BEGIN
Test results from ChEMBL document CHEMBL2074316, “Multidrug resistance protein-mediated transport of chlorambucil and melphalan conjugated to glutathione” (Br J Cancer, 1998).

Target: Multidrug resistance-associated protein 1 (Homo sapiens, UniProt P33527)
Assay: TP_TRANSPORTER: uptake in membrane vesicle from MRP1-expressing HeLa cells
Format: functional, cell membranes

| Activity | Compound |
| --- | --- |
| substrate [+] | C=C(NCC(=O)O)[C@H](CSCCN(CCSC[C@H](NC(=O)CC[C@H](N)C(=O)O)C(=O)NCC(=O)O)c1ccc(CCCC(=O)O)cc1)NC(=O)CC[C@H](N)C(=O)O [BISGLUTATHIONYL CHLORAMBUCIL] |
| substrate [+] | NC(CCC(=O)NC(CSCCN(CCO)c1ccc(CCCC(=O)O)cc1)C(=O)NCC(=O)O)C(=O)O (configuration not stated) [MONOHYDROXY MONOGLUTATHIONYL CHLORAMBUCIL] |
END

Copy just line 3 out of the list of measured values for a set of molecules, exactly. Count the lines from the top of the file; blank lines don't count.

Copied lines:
Assay: TP_TRANSPORTER: uptake in membrane vesicle from MRP1-expressing HeLa cells